Lhasa is a city and administrative capital of the Tibet Autonomous Region of China. The main urban area of Lhasa is roughly equivalent to the administrative borders of Chengguan District, which is part of the wider Lhasa prefecture-level city, an area formerly administered as a prefecture. Lhasa is the second most populous city on the Tibetan Plateau after Xining and, at an altitude of 3,490 metres, Lhasa is one of the highest cities in the world. The city has been the religious and administrative capital of Tibet since the mid-17th century. It contains many culturally significant Tibetan Buddhist sites such as the Potala Palace, Jokhang Temple and Norbulingka Palaces.
The Potala Palace (shown here) was the chief residence of the Dalai Lama until the 14th Dalai Lama fled to India during the 1959 Tibetan uprising. It is now a museum and World Heritage Site. The palace is named after Mount Potalaka, the mythical abode of the bodhisattva Avalokiteśvara. The 5th Dalai Lama started its construction in 1645 after one of his spiritual advisers, Konchog Chophel (died 1646), pointed out that the site was ideal as a seat of government, situated as it is between Drepung and Sera monasteries and the old city of Lhasa. It may overlay the remains of an earlier fortress called the White or Red Palace on the site, built by Songtsän Gampo in 637.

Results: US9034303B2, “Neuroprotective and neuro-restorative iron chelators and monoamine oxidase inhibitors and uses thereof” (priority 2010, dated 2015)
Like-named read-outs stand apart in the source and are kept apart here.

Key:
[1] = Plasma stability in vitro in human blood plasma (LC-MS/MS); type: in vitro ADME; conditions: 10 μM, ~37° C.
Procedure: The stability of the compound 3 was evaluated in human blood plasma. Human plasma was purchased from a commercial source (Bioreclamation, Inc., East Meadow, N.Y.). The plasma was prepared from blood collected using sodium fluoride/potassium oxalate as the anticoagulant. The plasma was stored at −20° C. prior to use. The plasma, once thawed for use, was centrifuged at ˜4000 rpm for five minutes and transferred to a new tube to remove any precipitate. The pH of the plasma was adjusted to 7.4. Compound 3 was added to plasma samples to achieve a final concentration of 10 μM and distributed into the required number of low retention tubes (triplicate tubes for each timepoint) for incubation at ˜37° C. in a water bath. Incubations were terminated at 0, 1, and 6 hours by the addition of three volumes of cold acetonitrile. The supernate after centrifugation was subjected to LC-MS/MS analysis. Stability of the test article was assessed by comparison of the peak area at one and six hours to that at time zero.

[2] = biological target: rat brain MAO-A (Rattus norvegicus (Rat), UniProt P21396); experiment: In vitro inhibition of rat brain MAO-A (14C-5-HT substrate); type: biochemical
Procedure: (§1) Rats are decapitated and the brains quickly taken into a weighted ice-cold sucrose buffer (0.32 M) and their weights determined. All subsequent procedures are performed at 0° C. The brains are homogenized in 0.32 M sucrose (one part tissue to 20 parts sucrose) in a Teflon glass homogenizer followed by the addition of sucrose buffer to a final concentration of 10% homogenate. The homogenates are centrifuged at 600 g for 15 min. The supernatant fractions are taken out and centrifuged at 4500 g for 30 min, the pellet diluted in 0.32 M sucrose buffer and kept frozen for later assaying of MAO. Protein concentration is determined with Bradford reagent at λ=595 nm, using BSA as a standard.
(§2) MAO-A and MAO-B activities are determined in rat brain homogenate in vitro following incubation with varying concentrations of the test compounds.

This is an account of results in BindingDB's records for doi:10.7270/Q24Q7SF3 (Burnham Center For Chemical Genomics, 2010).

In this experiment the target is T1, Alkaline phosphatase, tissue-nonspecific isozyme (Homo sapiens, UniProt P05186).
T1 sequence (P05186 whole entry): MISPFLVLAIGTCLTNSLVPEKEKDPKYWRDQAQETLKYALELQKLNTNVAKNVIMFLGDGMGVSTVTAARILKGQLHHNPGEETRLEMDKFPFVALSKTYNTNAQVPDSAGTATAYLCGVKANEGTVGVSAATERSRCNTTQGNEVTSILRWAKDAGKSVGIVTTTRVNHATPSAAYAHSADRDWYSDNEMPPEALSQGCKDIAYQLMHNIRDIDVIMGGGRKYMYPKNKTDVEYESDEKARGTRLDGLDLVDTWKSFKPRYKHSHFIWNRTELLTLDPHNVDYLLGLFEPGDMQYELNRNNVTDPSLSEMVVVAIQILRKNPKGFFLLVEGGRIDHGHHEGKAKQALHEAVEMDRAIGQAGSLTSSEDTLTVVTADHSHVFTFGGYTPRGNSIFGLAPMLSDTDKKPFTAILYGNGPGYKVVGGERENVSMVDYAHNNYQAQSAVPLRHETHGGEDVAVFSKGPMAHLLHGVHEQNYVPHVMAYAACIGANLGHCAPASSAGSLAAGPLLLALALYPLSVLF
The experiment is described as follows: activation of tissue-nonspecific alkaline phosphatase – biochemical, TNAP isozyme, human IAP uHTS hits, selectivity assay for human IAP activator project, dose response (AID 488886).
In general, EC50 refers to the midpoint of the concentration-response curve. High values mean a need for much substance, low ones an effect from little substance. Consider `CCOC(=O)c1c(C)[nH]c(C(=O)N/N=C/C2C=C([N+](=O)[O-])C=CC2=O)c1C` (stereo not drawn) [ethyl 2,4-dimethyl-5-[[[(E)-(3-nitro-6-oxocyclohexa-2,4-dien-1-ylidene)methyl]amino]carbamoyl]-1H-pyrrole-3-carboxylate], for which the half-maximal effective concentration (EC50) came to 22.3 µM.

The building measures 400 metres east-west and 350 metres north-south, with sloping stone walls averaging 3 m thick, and 5 m thick at the base, and with copper poured into the foundations to help proof it against earthquakes. Thirteen stories of buildings (containing over 1,000 rooms, 10,000 shrines and about 200,000 statues) soar 117 metres on top of Marpo Ri, the "Red Hill", rising more than 300 m in total above the valley floor. Tradition has it that the three main hills of Lhasa represent the “Three Protectors of Tibet”: Chokpori, just to the south of the Potala, is the soul-mountain of Vajrapani; Pongwari that of Manjusri; and Marpori, the hill on which the Potala stands, represents Avalokiteśvara.
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